Throughout the ages since the church was established, people have used tangible concepts to try to explain this Trinity, such as water as steam, liquid, or solid.  Or, a circle divided into three equal parts, etc.  However, neither of these accurately portrays the concept correctly, and in fact if used lead to heresy.  Is it that there is no proper parallel?  Has God left us with a concept but no way to properly explain it?  The really interesting fact is that a concept has been provided, and it is visible everywhere you look.  If you have time for some very interesting reading, you should obtain the book The Secret of the Universe, by Dr. Nathan R. Wood.  Dr. Wood, who once was president of Gordon College of Theology and Missions states that the Trinity is revealed in the universe itself.

The universe is made of a trinity of Space, Time, and Matter.  Furthermore, each of these is a trinity itself.  Space is comprised of Length, Breadth, and Height.  Time is expressed in Past, Present, and Future.  And matter consists of Energy in Motion producing Phenomena.  How glorious...a trinity of trinities!

Continuing further, we can make the assertion to equate Space with the Father - unseen and yet omnipresent; matter with the Son - visible, tangible, understandable; and Time with the Spirit - which is unseen and yet it is a medium in which we move and gain understanding.

Dr. Wood takes the concept of Time, and with true inspiration, breaks it down into an understandable concept.  After doing this, he changes only four words and thereby accurately explains the mystery of the Trinity.  Follow along:

The Future is the source.  The Future is unseen, unknown, except as it continually embodies itself and makes itself visible in the Present.  The Present is what we see, and hear, and know.  It is ceaselessly embodying the Future, day by day, hour by hour, moment by moment.  It is perpetually revealing the Future, hitherto invisible. 

The Future is logically first, but not chronologically.  For the Present
exists as long as Time exists, and was in the absolute beginning of Time.  The Present has existed as long as Time has existed.  Time acts through and in the Present.  It makes itself visible only in the Present.  The Future acts, and reveals itself through the Present.  It is through the Present that Time, that the Future, enters into union with human life.  Time and humanity meet and unite in the Present.  It is in the Present that Time, that the Future, becomes a part of human life, and so is born and lives and dies in human life.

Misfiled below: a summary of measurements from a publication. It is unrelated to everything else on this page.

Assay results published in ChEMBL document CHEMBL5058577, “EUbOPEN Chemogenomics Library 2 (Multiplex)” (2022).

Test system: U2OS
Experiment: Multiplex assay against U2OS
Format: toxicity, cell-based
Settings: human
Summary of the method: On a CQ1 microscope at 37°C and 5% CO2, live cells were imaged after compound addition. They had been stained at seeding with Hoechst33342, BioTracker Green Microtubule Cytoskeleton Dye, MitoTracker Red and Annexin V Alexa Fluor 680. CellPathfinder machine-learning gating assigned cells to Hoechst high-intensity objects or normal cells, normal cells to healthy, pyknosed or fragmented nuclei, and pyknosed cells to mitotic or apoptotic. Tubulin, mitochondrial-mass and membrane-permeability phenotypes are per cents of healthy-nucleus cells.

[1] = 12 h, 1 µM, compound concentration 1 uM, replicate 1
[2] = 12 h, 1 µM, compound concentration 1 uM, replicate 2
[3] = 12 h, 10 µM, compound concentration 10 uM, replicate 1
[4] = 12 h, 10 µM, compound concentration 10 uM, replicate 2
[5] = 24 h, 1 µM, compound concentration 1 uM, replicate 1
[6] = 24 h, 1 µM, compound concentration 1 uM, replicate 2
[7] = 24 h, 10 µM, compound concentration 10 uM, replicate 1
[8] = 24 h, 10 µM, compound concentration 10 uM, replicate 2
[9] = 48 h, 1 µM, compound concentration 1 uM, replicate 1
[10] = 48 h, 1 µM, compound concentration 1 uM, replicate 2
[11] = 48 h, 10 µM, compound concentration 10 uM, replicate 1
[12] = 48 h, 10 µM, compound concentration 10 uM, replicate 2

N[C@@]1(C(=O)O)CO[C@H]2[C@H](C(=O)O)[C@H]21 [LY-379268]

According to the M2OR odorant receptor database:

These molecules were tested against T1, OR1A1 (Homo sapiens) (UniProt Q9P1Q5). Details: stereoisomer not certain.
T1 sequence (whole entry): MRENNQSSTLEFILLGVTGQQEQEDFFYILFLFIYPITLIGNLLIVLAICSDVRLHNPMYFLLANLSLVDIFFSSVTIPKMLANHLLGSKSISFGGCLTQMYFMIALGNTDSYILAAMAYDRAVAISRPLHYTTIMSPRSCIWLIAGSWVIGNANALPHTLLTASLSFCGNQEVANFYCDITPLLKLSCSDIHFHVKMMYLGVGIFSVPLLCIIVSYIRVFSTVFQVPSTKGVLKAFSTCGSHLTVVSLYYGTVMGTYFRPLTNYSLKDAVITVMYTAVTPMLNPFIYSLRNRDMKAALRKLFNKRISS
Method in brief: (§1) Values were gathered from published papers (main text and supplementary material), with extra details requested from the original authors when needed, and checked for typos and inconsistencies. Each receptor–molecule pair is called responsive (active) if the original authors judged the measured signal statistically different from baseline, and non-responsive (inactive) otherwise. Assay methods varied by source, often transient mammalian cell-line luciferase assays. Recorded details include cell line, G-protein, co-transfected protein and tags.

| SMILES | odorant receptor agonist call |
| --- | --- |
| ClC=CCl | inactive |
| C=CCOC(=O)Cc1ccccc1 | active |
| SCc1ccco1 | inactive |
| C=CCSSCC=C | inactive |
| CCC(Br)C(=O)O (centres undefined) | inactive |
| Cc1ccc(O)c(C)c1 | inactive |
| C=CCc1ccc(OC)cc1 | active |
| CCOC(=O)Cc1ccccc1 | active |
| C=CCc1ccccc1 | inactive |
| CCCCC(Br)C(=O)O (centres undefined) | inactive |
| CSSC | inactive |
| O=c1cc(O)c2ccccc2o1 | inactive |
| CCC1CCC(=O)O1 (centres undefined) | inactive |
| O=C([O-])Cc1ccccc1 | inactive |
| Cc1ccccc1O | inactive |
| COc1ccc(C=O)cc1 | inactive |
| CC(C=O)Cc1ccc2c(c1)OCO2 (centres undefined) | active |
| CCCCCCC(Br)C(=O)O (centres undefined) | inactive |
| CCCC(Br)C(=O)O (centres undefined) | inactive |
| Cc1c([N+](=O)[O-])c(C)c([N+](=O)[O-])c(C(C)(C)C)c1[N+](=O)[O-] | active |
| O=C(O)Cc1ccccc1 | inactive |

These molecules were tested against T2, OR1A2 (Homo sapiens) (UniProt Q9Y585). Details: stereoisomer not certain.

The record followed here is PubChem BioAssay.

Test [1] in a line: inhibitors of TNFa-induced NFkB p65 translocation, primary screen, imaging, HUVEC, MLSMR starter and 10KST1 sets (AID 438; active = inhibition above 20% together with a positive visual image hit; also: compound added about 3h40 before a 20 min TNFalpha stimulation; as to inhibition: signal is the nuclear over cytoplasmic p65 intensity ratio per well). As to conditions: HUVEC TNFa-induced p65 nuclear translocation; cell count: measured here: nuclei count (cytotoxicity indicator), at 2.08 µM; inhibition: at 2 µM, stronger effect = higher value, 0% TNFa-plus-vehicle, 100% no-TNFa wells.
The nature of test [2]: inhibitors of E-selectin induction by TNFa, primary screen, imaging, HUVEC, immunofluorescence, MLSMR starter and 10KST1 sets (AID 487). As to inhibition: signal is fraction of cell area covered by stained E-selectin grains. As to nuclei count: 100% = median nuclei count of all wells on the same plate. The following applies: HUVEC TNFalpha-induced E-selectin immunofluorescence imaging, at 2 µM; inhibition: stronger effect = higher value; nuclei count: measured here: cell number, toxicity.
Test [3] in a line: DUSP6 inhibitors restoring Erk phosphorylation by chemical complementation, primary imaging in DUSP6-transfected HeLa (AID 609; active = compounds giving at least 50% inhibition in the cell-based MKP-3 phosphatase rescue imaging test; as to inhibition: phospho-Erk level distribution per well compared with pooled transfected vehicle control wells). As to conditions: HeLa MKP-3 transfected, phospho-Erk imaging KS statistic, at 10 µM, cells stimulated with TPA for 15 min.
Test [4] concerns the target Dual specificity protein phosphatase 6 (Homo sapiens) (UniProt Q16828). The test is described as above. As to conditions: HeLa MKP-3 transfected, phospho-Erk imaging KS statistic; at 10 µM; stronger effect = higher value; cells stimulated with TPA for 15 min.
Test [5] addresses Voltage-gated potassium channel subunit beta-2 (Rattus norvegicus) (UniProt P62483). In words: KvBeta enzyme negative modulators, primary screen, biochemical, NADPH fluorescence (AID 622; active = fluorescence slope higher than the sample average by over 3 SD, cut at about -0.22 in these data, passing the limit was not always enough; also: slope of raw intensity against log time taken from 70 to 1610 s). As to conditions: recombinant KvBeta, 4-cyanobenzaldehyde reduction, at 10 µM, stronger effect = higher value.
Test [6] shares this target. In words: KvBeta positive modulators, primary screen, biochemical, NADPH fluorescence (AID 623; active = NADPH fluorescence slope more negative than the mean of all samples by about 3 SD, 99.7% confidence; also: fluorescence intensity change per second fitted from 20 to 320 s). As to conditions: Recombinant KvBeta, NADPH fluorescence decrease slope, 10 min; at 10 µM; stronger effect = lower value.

The Past in turn comes from the Present.  We cannot say that it embodies
the Present.  On the contrary Time in issuing from the Present into the Past becomes invisible again.  The Past does not embody the Present.  Rather it proceeds silently, endlessly, invisibly from it.

But the Present is not the source of the Past which proceeds from it.  The Future is the source of both the Present and the Past.  The Past issues in endless, invisible procession from the Present, but, back of that, from the Future out of which the Present comes.

The Past issues, it proceeds, from the Future, through the Present.

The Present therefore comes out from the invisible Future.  The Present perpetually and ever-newly embodies the Future in visible, audible, livable form; and returns again into invisible Time in the Past.  The Past acts invisibly.   It continually influences us with regard to the Present.  It casts light upon the Present.  That is its great function.   It helps us to live in the Present which we know, and with reference to the Future which we expect to see.

Now, substitutes 4 words.  God replaces Time.  Father replaces Future.  Son replaces Present.  Spirit replaces Past.

The Father is the source.  The Father  is unseen, unknown, except as He continually embodies Himself and makes Himself visible in the Son.  The Son is what we see, and hear, and know.  He is ceaselessly embodying the Father, day by day, hour by hour, moment by moment.  He is perpetually revealing the Father, hitherto invisible.